Tat Soi

So this year I decided I wanted to focus on a vegetable each week. I realise that some veggies are mystery veggies to you all. Or that even common veggies are seen on a shelf and not in the ground, so you may not know that a carrot grows under ground, or that broccoli looks like a mini tree… so I thought it would be fun to show you.

This week’s featured vegetable is tat soi. I grew it for the first time last year and it was a big hit in the CSA. I transplant these guys, but I could also direct sow them in the ground and harvest them as little leaves (like I do spinach) and they would grow again for a 2nd and maybe even 3rd cutting. However head harvesting is much more efficient for me.

What is it’s nutritional Value? Greens are high in fiber, vitamins, calcium and antioxidants.
What does it taste like? Well, I think it is a bit like spinach, but with more flavor. It is in the brassica family, so it has a tiny bit of mustard flavor, but hardly.

How do you eat it? You may eat this Asian green raw or cooked. Cut it up in your salad, put it in a soup, stir fry, casserole…Don’t over cook it though!

How can I store it? I bought those green veggie bags that absorb ethylene (the gas that a plant emits as it is aging), and they work great! Can buy them at FW Horsch in Brunswick. But you may also place then in a plastic bag in your crisper.

I hope you love it! I have a few succession plantings going so you will get it more this year than last (that was many’s request), but we will take a break in the heat of the summer and resume again in the fall. (HA! that is to say it usually isn’t this hot right now!)

Walking through the strawberry patch this afternoon, I was sooooo happy to see some shining yellow-centered flowers…and some small green fruits! The plants were alive with buzzing bees and hopefully with a little rain this weekend, we will get a nice crop. Whew! much better than I expected!

Some of you may notice that I am writing this on Saturday (I am NEVER this early!!!). This California weather has helped me to catch up quite a bit. I mean when there is so much sun and no rain, there really isn’t an excuse not to work. I have actually been enjoying the routine of starting at 6am, working til noon, breaking til 3 and then working til dark. It’s been the only way I have been able to transplant anything…right at dusk. Plus it allows me to catch up on paperwork midday in the cool of the house and not wilt along with the poor little plants.

This week’s loot: chives (you may have to remove some tough stems, but you can eat the flowers), sorrel, sage, tat soi, lettuce, spinach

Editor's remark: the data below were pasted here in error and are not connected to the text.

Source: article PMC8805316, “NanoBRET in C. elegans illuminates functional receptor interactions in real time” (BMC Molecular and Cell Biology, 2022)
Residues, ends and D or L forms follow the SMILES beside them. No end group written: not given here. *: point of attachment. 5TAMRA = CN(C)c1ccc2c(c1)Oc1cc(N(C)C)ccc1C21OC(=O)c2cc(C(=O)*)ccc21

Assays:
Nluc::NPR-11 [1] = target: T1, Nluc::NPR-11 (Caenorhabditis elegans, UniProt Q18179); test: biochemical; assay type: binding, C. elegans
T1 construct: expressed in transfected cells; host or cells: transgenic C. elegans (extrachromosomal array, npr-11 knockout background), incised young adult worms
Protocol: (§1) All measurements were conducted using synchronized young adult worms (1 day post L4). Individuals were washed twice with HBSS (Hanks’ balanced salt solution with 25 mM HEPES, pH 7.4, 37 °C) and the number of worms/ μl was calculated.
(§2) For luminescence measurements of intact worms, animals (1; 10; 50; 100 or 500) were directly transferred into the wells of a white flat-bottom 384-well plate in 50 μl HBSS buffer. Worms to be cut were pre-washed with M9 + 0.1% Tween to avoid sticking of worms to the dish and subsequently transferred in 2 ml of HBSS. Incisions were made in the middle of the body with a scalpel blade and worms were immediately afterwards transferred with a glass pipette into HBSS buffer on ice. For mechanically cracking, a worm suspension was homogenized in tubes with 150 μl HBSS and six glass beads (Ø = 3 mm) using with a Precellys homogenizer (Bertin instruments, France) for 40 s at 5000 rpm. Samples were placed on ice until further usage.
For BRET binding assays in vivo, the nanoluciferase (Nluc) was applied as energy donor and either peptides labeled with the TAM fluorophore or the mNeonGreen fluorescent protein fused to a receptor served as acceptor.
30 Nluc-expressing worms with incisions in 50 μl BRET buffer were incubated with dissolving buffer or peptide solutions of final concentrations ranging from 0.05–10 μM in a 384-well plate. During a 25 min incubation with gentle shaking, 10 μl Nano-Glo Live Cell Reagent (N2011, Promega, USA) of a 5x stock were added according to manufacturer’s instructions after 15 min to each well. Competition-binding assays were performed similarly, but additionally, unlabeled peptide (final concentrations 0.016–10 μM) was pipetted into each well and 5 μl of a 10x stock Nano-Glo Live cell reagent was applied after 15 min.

Next week’s loot (yes we should have weekly pick ups now!!!): more greens and some herbs, I’ll let you know

Recipes: Alright so here’s the honest scoop. I find most of the recipes on the web, so much of the time I have never tried them before. BUT I do try to pick recipes that sound good, simple and include much of the ingredients you can get here at the farm. And to be totally honest…Zach is really the chef around here (I just make baked goods) and he rarely uses a recipe, so I can’t really duplicate his ability to make something out of “nothing”. So let me know if you like the recipe, or PLEASE let me know if you have one you’d like to share!

Browned Butter Pasta with Tatsoi Serves 2
Your pasta of choice, preferably curved or with ridges

1/2 stick unsalted butter
Salt and pepper
Leaves of 2 bunches of tatsoi, rinsed
1/2 cup chopped sage
Freshly grated Parmesan
Lemon wedges, optional

Cook pasta to al dente in salted water.
When pasta almost done done, melt butter in a skillet. Swirl the butter in the pan as it foams. (At this point, remove pasta from the heat and drain well in a colander.) When butter begins to brown, toss in pasta and mix to coat with butter. Salt and pepper to taste. Add tatsoi and sage and cook until slightly wilted, about 1 to 2 minutes. Plate and serve immediately with grated Parmesan and lemon wedges on the side.

Gingery Sauteed Tat-Soi with Tofu Steaks Serves 2

2 tablespoons soy sauce
1/4 teaspoon rice vinegar
2 teaspoons brown sugar
2 teaspoons lime juice
2 teaspoons minced fresh ginger
1/4 teaspoon cayenne pepper
6 ounces extra firm tofu, cut into “steaks”
1 tablespoon sesame oil, divided
2 small bunches of tat-soi
1-2 teaspoons toasted sesame seeds

In a small bowl whisk all ingredients from soy sauce through cayenne pepper.In a large skillet over medium high heat, add 2 teaspoons sesame oil. Add tofu steaks; cook for 5-7 minutes per side, or until golden brown. Remove from skillet. Add remaining 1 teaspoon sesame oil to skillet; add tat soi; once wilted, add sauce. Reduce heat to medium-low, and cook just until sauce slightly thickens.Divide greens on plates. Top with half of the tofu. Drizzle with remaining sauce, and sprinkle with sesame seeds. Serve immediately.

Tat Soi and Mustard Dressing
12 oz. washed and chopped tatsoi
handful of chopped chives
2 tbsp. lemon juice
1 tbsp. Dijon mustard
1/4 tsp. salt
3 tbsp. olive oil
In a small bowl whisk together lemon juice, mustard, salt and oil. In a wide skillet or wok combine tatsoi and dressing and saute until leaves are tende
r but stalks are still crunchy. Add scallion greens and toss. Arrange tatsoi on serving platter and drizzle with any remaining dressing from the pan.